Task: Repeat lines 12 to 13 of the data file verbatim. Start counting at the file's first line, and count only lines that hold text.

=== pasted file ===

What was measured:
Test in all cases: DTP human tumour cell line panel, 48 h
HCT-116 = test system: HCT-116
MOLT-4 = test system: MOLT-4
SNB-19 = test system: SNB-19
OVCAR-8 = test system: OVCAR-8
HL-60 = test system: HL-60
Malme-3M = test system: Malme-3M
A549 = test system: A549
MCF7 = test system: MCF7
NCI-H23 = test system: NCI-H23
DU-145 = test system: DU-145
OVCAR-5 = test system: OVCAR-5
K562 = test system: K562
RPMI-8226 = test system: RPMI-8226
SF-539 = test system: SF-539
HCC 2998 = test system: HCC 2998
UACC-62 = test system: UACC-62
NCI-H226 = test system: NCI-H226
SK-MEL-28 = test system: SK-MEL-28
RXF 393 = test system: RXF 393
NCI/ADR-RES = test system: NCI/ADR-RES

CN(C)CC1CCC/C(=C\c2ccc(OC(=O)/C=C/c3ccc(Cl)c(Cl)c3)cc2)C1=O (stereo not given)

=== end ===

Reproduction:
DU-145 = test system: DU-145
OVCAR-5 = test system: OVCAR-5